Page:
LLMO, GEO & AIO: how to gain visibility in AI Search

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About a month ago, I wrote about GEO (Generative Engine Optimization) and how to gain visibility in AI Search. While the discipline is still based on assumptions, at least until analytic tools are able to measure brand mentions, share of search, and relevance, the first suggestions start to pop up.

How do you influence AI Search? How do you master GEO? The following list comes from Malte Landwehr, and it looks the best I have found so far. Here is a summary. The link to his full article can be found here.

  • Write content in a form that can be directly cited by LLMs.
  • Rank in the organic top 10 (not an easy thing, though)
  • Create one URL per subtopic. A single domain can be cited multiple times in a single SGE response. 
  • Have reviews from ‘real’ users.
  • Have an expert review.
  • Quote experts (my company has dedicated a post on the specific topic).
  • Have a pro/con list.
  • Have an executive summary for any long-form content that is relevant but too long to be cited.
  • Add more content. Do not just increase the number of words, but the number of related, unique words. 
  • Have UGC. Summarize it in quotable form. Also, have one long page with UGC, don’t paginate it.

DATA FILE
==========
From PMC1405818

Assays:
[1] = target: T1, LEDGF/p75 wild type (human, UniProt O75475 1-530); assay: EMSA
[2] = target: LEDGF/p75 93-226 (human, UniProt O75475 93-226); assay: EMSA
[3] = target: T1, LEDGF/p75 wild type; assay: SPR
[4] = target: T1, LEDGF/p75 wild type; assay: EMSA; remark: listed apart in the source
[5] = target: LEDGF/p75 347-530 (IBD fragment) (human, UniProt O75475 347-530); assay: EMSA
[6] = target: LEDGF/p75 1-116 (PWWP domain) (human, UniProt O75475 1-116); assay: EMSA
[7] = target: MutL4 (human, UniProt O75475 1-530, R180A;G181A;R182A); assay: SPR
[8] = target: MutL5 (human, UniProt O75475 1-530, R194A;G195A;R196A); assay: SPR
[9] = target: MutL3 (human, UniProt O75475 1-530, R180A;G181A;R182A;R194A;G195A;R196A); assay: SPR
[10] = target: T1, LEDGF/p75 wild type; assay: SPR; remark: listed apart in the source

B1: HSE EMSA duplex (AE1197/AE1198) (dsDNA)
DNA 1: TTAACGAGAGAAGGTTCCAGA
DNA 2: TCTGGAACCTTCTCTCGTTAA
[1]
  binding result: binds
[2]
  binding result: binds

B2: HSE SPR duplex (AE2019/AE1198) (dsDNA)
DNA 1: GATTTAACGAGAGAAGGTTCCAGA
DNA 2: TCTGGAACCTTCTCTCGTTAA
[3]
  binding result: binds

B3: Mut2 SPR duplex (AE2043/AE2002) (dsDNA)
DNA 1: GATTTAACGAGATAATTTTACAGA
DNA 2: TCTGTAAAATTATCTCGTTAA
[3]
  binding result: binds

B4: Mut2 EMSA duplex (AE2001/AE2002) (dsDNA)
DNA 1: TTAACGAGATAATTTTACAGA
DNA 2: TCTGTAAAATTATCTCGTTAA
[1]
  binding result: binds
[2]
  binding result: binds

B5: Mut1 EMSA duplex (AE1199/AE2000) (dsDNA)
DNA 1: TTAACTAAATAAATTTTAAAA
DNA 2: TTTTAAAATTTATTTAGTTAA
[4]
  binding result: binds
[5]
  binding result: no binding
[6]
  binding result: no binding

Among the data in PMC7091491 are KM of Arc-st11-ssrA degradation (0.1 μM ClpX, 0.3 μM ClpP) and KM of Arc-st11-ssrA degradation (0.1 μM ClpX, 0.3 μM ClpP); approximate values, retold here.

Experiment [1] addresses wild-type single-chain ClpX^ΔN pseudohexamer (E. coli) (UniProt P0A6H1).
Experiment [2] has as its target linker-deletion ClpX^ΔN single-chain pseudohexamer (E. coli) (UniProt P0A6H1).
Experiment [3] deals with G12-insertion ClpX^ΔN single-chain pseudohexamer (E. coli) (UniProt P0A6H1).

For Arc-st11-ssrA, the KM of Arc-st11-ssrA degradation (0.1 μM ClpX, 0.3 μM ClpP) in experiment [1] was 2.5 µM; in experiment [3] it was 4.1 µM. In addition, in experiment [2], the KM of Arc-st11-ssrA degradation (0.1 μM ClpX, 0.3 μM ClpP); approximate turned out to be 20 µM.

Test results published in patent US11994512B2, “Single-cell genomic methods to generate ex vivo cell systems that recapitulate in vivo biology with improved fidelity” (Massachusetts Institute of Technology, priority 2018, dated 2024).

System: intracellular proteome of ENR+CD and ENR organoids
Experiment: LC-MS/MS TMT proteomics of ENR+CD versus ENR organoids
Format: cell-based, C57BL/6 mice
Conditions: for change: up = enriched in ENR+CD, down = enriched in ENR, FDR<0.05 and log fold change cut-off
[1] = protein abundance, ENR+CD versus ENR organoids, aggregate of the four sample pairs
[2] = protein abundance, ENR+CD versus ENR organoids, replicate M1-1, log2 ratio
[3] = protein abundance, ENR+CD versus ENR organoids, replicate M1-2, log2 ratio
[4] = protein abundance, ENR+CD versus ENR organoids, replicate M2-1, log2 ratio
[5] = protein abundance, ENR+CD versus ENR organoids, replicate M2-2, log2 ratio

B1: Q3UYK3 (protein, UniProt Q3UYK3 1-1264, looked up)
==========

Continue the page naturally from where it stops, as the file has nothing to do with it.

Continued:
• Write about new topics and events that are not part of the LLMs training data.
  • Keep script execution time as low as possible.
  • Keep the server response time below 500ms.
  • Make sure you have no crawling or indexing problems.
  • Make sure any LLM-relevant content is not JavaScript-dependent.
  • Make user comments crawlable and indexable.
  • Write in persuasive language and make authoritative claims.
  • Add statistics and other quantitative data points. 
  • Add quotes from relevant authorities and mark them as such.
  • Explicitly mention your sources.
  • Write in easy-to-understand and simple language.
  • Write in a fluently readable style.
  • Mention and explain technical terms relevant to your topic.
  • Keep content up-to-date.
  • Delete SEO content. If you have text that feels superficial and is thin on relevant information – delete it.
  • Adhere to the consensus and established facts.
  • Quote and cite experts and influencers. Pick those that are identifiable as experts by Google.
  • Write in a clear, concise, and informative manner.
  • Use lists, especially for key aspects of the topic you are covering.
  • Use schema markup. Even markup that does not give you a rich snippet in organic search right now.
  • Align your blog categories with how Google SGE groups the topic. If you have a bicycle online shop and, when asked for bikes, SGE always shows the categories city bikes, mountain bikes, and electric bikes, consider if you want to structure your website similarly.
  • All of the common EEAT advice applies as well.

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